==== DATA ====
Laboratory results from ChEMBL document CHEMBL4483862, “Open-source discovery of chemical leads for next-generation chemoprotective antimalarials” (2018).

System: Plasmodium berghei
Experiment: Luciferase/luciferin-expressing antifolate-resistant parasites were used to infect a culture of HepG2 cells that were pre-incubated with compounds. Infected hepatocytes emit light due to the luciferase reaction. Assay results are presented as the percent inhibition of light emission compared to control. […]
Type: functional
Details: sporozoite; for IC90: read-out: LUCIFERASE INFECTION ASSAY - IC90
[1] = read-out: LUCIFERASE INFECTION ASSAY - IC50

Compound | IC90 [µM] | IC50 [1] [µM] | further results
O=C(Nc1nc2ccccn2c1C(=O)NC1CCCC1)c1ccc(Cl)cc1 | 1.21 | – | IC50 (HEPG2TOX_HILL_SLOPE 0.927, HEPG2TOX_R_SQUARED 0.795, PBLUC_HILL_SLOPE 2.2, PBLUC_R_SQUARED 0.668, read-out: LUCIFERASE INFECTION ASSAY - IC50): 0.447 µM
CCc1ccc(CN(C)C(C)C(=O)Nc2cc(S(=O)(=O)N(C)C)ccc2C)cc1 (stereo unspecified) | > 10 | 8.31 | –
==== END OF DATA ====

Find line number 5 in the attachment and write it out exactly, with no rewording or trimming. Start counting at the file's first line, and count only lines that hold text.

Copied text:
Details: sporozoite; for IC90: read-out: LUCIFERASE INFECTION ASSAY - IC90